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“Atmosphere Interview Questions and Answers will guide us now that Atmosphere is is a layer of gases surrounding a planet or other material body of sufficient mass that is held in place by the gravity of the body. An atmosphere is more likely to be retained if the gravity is high and the atmosphere's temperature is low. So learn about the Atmosphere with the help of this Atmosphere related Interview Questions with Answers guide”

38 Atmosphere Questions And Answers

1⟩ What are the principal steps in stratospheric ozone depletion caused by human activities?

The initial step in the depletion of stratospheric ozone by human activities is the emission, at Earth's surface, of ozone-depleting gases containing chlorine and bromine. Most of these gases accumulate in the lower atmosphere because they are nonreactive and do not dissolve readily in rain or snow. Eventually, these emitted source gases are transported to the stratosphere, where they are converted to more reactive gases containing chlorine and bromine. These more reactive gases then participate in reactions that destroy ozone. Finally, when air returns to the lower atmosphere, these reactive chlorine and bromine gases are removed from Earth's atmosphere by rain and snow.


2⟩ How is ozone measured in the atmosphere?

The amount of ozone in the atmosphere is measured by instruments on the ground and carried aloft on balloons, aircraft and satellites. Some measurements involve drawing air into an instrument that contains a system for detecting ozone. Other measurements are based on ozone's unique absorption of light in the atmosphere. In that case, sunlight or laser light is carefully measured after passing through a portion of the atmosphere containing ozone.


3⟩ Is total ozone uniform over the globe?

No, the total amount of ozone above the surface of Earth varies with location on time scales that range from daily to seasonal and longer. The variations are caused by stratospheric winds and the chemical production and destruction of ozone. Total ozone is generally lowest at the equator and highest near the poles because of the seasonal wind patterns in the stratosphere.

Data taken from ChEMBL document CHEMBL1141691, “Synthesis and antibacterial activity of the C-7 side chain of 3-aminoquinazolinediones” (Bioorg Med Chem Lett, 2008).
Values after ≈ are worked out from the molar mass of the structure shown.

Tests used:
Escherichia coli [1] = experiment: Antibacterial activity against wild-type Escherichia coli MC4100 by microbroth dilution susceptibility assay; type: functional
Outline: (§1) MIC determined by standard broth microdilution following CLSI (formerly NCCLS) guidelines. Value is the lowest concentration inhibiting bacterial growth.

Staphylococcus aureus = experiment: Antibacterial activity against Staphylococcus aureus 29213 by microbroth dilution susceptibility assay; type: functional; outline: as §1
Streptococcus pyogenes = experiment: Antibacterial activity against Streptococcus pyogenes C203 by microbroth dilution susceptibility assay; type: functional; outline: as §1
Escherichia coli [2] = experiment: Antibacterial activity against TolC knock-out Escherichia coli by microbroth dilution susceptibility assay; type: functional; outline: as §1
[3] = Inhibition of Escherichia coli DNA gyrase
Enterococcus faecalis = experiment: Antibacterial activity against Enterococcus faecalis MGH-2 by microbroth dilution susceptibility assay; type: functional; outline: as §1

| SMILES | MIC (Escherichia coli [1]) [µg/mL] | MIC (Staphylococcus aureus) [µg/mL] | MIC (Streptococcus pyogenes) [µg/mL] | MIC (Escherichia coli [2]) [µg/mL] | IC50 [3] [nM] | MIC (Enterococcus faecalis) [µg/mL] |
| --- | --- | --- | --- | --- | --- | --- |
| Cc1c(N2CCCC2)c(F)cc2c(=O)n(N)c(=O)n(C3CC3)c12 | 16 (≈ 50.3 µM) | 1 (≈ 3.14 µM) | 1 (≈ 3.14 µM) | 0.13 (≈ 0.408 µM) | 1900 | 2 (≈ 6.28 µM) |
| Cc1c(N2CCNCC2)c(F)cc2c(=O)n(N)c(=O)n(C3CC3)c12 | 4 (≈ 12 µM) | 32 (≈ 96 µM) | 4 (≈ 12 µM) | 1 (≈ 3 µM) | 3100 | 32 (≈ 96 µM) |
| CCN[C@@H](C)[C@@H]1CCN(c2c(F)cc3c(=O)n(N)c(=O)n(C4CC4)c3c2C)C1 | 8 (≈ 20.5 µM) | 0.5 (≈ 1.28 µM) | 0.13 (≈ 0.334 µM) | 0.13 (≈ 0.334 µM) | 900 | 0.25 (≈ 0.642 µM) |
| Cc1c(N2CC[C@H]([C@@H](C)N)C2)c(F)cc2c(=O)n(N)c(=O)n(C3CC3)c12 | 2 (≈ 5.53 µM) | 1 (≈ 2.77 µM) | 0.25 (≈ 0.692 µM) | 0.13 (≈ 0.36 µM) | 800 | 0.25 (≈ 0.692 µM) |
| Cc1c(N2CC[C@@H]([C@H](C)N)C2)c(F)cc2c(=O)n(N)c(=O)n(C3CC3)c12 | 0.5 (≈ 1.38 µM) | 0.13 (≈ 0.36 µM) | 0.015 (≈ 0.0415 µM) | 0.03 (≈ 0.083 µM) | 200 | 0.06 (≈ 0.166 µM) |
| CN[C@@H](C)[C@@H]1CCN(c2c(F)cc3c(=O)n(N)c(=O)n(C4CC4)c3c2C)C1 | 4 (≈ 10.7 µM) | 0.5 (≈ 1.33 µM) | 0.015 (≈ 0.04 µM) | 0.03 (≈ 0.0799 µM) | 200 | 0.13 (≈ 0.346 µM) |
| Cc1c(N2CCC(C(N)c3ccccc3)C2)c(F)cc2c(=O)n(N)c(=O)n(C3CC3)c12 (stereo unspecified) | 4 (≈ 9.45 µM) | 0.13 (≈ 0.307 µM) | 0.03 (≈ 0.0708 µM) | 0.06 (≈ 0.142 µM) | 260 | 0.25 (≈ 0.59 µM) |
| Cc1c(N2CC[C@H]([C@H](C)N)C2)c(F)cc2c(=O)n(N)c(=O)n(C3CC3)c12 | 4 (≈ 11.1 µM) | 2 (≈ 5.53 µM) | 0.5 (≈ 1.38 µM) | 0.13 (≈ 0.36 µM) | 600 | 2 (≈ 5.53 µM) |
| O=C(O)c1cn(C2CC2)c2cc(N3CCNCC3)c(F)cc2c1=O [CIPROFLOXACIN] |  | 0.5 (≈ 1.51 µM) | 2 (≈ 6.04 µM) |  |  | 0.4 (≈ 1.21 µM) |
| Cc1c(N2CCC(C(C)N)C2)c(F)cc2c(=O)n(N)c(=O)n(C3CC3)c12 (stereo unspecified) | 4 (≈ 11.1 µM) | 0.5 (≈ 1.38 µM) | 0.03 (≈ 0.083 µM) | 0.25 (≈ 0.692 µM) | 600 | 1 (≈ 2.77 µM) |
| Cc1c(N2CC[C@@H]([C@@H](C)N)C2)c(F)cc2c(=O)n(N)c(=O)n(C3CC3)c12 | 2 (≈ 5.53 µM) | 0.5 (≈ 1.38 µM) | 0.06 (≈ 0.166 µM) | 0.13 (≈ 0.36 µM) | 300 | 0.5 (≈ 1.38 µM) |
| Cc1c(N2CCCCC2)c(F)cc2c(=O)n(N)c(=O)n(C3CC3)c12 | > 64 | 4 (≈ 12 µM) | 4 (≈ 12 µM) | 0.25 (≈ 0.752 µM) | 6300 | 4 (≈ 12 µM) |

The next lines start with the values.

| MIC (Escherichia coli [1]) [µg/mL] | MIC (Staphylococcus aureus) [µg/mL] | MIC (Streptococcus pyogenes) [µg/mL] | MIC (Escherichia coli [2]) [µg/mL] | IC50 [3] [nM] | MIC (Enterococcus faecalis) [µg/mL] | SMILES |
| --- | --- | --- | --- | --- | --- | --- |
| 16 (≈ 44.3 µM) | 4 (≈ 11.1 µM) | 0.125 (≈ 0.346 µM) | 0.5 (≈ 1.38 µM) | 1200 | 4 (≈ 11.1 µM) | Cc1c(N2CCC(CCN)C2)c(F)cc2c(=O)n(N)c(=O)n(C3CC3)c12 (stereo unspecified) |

4⟩ Why do we care about atmospheric ozone?

Ozone in the stratosphere absorbs some of the Sun's biologically harmful ultraviolet radiation. Because of this beneficial role, stratospheric ozone is considered good ozone. In contrast, excess ozone at Earth's surface that is formed from pollutants is considered bad ozone because it can be harmful to humans, plants and animals. The ozone that occurs naturally near the surface and in the lower atmosphere is also beneficial because ozone helps remove pollutants from the atmosphere.


5⟩ List the types of clouds?

There are three types of clouds:

☆ Cumuliform: Clouds formed by rising air in a convection.

☆ Stratiform: Clouds formed in layers from an inversion.

☆ Cirriform : Clouds made of ice crystals at high altitude.


6⟩ How is ozone formed in the atmosphere?

Ozone is formed throughout the atmosphere in multistep chemical processes that require sunlight. In the stratosphere, the process begins with an oxygen molecule being broken apart by ultraviolet radiation from the Sun. In the lower atmosphere (troposphere), ozone is formed in a different set of chemical reactions involving hydrocarbons and nitrogen-containing gases.


7⟩ Where is ozone in atmosphere?

Ozone is found primarily in two regions of the atmosphere. About 10% of atmospheric ozone is in the troposphere, the region closest to Earth (from the surface to about 10-16 kilometers (6-10 miles)). The remaining ozone (about 90%) resides in the stratosphere between the top of the troposphere and about 50 kilometers (31 miles) altitude.


10⟩ Define a cumulonimbus?

A large cumulus cloud formed from a strong convection of humid air. It causes rain and, sometimes, thunderstorms.


13⟩ Tell me about the jet streams?

Jet streams are strong winds on the top of the troposphere that are caused by the sharp altitude change in the troposphere and the Coriolis force.


17⟩ Please tell me about hail?

Hail is rain that is taken upward by a very strong convection and it freezes before it falls back to the surface of the earth.